True leadership replicates itself
OF all the definitions of leadership, “influence” stand out as very essential. A leader influences those under him particularly in achievement of results or goals. Leadership whether in the Church or in society is expected to produce results for the common good.
However, it was not to be so with Joshua, the touted servant of Moses and the son of Nun. Joshua with Caleb brought a minority report and Moses made use of it. It was this Joshua that the Bible recognized as Moses’ aid and he took over from him at death. The Bible records for him, “No one will be able to stand against you as long as you live. For I will be with you as I was with Moses. I will not fail you or abandon you ”, (Joshua 1:5). Incidentally at his death after one hundred and ten years, the generation or circle of leaders after him could not follow in his footsteps. So, there was anarchy in the land and people did what was evil in the sight of the Lord. This gap in leadership unfortunately occasioned the great evil witnessed after Joshua’s era.
Nevertheless, people clamour for leadership position both in the Church and in society. Yet, sometimes you begin to wonder what is the essence of leadership without corresponding influence. The Bible is replete with examples of some who influenced and replicated leadership. Notice, Elisha and Elijah “But King Jehoshaphat of Judah asked, “Is there no prophet of the Lord with us? If there is, we can ask the Lord what to do through him.” One of King Joram’s officers replied, “Elisha son of Shaphat is here. He used to be Elijah’s personal assistant”, (2 kings 3:11). Elisha did not only receive the mantle but had double portion of the spirit. Also, Jesus and His 12 disciples, He nurtured and historically they were later to turn the world upside down to the glory of God. What of the influence of Paul over these persons: Timothy, Silas and the Ephesian Elders?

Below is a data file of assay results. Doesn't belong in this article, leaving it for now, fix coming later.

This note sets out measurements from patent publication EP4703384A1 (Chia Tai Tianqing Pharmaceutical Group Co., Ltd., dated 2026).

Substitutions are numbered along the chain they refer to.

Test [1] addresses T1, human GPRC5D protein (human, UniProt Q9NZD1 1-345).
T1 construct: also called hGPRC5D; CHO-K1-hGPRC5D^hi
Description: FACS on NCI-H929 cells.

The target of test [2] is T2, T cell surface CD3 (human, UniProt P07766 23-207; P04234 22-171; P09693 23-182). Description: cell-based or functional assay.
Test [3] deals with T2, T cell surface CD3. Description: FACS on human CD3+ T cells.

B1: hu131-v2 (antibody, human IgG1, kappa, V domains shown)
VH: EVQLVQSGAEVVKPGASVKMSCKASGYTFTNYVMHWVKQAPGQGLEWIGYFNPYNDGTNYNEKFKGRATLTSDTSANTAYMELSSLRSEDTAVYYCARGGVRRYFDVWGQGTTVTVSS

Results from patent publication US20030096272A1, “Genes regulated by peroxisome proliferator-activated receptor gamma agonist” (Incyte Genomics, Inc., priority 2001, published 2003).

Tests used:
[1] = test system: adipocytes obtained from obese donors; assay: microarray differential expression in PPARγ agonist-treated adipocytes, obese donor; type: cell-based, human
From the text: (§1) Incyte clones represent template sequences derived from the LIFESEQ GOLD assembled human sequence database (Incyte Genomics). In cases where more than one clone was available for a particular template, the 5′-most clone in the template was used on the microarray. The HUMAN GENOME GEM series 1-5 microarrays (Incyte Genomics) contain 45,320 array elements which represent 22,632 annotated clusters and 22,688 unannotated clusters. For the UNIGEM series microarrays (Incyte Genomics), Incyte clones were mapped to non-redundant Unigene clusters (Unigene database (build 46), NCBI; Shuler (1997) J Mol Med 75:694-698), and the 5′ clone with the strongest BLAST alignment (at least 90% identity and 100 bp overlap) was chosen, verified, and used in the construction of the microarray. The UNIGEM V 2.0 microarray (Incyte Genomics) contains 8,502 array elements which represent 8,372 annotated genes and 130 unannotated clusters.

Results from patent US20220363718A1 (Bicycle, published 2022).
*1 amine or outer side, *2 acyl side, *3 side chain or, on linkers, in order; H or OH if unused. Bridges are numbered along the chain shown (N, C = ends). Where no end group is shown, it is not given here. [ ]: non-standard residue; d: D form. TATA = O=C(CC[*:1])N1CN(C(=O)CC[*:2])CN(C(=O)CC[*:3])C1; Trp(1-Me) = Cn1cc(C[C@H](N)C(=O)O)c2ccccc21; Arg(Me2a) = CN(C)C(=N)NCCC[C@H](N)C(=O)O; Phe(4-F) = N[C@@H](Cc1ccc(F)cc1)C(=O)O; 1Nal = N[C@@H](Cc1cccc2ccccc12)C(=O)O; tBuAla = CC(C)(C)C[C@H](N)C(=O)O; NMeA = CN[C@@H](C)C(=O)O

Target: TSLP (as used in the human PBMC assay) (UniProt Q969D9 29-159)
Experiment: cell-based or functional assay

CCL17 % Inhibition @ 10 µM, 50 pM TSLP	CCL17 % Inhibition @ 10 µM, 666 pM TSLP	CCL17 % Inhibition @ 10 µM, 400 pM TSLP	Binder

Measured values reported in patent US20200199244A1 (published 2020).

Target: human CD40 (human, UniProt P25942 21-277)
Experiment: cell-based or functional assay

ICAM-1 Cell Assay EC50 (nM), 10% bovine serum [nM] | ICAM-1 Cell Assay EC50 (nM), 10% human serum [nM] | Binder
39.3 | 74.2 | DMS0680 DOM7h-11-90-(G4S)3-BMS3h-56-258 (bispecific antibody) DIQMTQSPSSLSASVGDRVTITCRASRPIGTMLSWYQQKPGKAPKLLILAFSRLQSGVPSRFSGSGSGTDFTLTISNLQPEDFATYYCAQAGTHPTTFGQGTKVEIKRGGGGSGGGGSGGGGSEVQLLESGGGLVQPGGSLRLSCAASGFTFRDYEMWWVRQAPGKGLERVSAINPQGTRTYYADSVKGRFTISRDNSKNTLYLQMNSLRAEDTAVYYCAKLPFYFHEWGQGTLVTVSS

Therefore, it does suggest that conscious and deliberate efforts should be made by leaders whether in the Church or society in order to replicate themselves. Selfishness should be eschewed on the part of the leaders. A true leader replicates, nothing more, nothing less. Far away in Zimbabwe, Mugabe lost the glories of the independence he fought for, as he was not only asked to resign but he was not able to produce a successor. He was carried away by family succession even when the mood of the moment did not support such. I think his failure is a lesson not only to the political class but also to the Church. A true leader should endeavour to replicate consciously and deliberately so that there will not be a yawning gap when he eventually bows out of the stage. Joshua made the same mistake and there was anarchy in the land after him.
Instructively, it is my considered view that true leadership whether in the Church or society should think again on how best to strength leadership by making enough time to prepare those who would eventually take over. No time is better than now to do so.
Ibru International Ecumenical Centre,
Agbarha-Otor, Delta State.
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